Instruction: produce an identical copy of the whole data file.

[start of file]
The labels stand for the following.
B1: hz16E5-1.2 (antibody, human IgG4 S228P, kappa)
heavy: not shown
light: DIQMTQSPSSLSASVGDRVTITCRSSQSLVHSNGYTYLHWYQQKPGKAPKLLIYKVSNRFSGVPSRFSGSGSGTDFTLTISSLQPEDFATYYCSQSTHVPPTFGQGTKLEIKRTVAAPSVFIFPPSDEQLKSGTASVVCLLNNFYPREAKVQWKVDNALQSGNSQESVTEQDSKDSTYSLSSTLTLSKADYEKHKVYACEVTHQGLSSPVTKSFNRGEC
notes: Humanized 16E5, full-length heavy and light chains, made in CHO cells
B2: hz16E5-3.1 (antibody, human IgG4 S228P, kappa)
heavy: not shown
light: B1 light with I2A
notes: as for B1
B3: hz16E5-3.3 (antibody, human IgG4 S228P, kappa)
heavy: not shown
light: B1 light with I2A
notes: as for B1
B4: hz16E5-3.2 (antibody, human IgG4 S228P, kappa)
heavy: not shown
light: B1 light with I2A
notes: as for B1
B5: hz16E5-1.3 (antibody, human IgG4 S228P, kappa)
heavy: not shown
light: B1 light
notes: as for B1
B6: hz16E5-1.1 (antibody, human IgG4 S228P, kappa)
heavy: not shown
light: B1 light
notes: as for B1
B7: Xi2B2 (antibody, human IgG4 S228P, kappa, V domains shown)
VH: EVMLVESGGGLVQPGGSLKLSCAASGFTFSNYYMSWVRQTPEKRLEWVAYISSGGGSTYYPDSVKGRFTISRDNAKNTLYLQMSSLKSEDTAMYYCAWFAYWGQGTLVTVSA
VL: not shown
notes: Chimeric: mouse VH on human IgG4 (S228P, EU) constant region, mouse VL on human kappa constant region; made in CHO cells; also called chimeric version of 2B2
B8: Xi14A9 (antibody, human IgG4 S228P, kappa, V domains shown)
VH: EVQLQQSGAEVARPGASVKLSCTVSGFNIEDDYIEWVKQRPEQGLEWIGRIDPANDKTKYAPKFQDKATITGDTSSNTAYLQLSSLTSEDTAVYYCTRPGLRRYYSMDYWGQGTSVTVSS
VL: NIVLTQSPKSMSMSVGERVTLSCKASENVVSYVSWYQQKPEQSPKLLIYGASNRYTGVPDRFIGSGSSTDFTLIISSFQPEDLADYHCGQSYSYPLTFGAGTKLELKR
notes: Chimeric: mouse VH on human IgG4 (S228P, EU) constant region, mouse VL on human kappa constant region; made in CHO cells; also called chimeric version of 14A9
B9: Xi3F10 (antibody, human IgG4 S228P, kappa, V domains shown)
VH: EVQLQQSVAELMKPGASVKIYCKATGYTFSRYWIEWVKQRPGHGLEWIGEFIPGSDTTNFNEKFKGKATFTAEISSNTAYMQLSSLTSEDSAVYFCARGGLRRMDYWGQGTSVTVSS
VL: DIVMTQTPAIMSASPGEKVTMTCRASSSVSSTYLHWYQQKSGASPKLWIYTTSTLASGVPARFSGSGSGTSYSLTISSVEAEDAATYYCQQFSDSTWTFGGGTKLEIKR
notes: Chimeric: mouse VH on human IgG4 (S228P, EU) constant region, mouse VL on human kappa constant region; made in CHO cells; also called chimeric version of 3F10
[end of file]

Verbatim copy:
The labels stand for the following.
B1: hz16E5-1.2 (antibody, human IgG4 S228P, kappa)
heavy: not shown
light: DIQMTQSPSSLSASVGDRVTITCRSSQSLVHSNGYTYLHWYQQKPGKAPKLLIYKVSNRFSGVPSRFSGSGSGTDFTLTISSLQPEDFATYYCSQSTHVPPTFGQGTKLEIKRTVAAPSVFIFPPSDEQLKSGTASVVCLLNNFYPREAKVQWKVDNALQSGNSQESVTEQDSKDSTYSLSSTLTLSKADYEKHKVYACEVTHQGLSSPVTKSFNRGEC
notes: Humanized 16E5, full-length heavy and light chains, made in CHO cells
B2: hz16E5-3.1 (antibody, human IgG4 S228P, kappa)
heavy: not shown
light: B1 light with I2A
notes: as for B1
B3: hz16E5-3.3 (antibody, human IgG4 S228P, kappa)
heavy: not shown
light: B1 light with I2A
notes: as for B1
B4: hz16E5-3.2 (antibody, human IgG4 S228P, kappa)
heavy: not shown
light: B1 light with I2A
notes: as for B1
B5: hz16E5-1.3 (antibody, human IgG4 S228P, kappa)
heavy: not shown
light: B1 light
notes: as for B1
B6: hz16E5-1.1 (antibody, human IgG4 S228P, kappa)
heavy: not shown
light: B1 light
notes: as for B1
B7: Xi2B2 (antibody, human IgG4 S228P, kappa, V domains shown)
VH: EVMLVESGGGLVQPGGSLKLSCAASGFTFSNYYMSWVRQTPEKRLEWVAYISSGGGSTYYPDSVKGRFTISRDNAKNTLYLQMSSLKSEDTAMYYCAWFAYWGQGTLVTVSA
VL: not shown
notes: Chimeric: mouse VH on human IgG4 (S228P, EU) constant region, mouse VL on human kappa constant region; made in CHO cells; also called chimeric version of 2B2
B8: Xi14A9 (antibody, human IgG4 S228P, kappa, V domains shown)
VH: EVQLQQSGAEVARPGASVKLSCTVSGFNIEDDYIEWVKQRPEQGLEWIGRIDPANDKTKYAPKFQDKATITGDTSSNTAYLQLSSLTSEDTAVYYCTRPGLRRYYSMDYWGQGTSVTVSS
VL: NIVLTQSPKSMSMSVGERVTLSCKASENVVSYVSWYQQKPEQSPKLLIYGASNRYTGVPDRFIGSGSSTDFTLIISSFQPEDLADYHCGQSYSYPLTFGAGTKLELKR
notes: Chimeric: mouse VH on human IgG4 (S228P, EU) constant region, mouse VL on human kappa constant region; made in CHO cells; also called chimeric version of 14A9
B9: Xi3F10 (antibody, human IgG4 S228P, kappa, V domains shown)
VH: EVQLQQSVAELMKPGASVKIYCKATGYTFSRYWIEWVKQRPGHGLEWIGEFIPGSDTTNFNEKFKGKATFTAEISSNTAYMQLSSLTSEDSAVYFCARGGLRRMDYWGQGTSVTVSS
VL: DIVMTQTPAIMSASPGEKVTMTCRASSSVSSTYLHWYQQKSGASPKLWIYTTSTLASGVPARFSGSGSGTSYSLTISSVEAEDAATYYCQQFSDSTWTFGGGTKLEIKR
notes: Chimeric: mouse VH on human IgG4 (S228P, EU) constant region, mouse VL on human kappa constant region; made in CHO cells; also called chimeric version of 3F10